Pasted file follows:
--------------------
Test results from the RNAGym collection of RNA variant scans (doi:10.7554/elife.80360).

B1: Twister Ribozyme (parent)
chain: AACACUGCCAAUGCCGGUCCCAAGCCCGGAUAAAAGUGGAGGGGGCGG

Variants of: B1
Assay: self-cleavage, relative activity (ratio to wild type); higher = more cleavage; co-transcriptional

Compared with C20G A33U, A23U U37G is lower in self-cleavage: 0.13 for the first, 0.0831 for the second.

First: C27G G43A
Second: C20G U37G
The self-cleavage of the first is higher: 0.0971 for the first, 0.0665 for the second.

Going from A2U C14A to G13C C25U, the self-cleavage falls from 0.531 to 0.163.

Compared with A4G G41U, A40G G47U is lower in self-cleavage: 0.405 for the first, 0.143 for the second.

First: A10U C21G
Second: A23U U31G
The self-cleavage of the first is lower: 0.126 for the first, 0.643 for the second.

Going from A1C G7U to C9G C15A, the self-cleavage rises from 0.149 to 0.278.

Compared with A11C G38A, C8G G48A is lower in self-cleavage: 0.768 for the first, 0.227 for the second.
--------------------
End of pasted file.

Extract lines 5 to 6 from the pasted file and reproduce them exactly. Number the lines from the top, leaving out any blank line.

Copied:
Assay: self-cleavage, relative activity (ratio to wild type); higher = more cleavage; co-transcriptional

Compared with C20G A33U, A23U U37G is lower in self-cleavage: 0.13 for the first, 0.0831 for the second.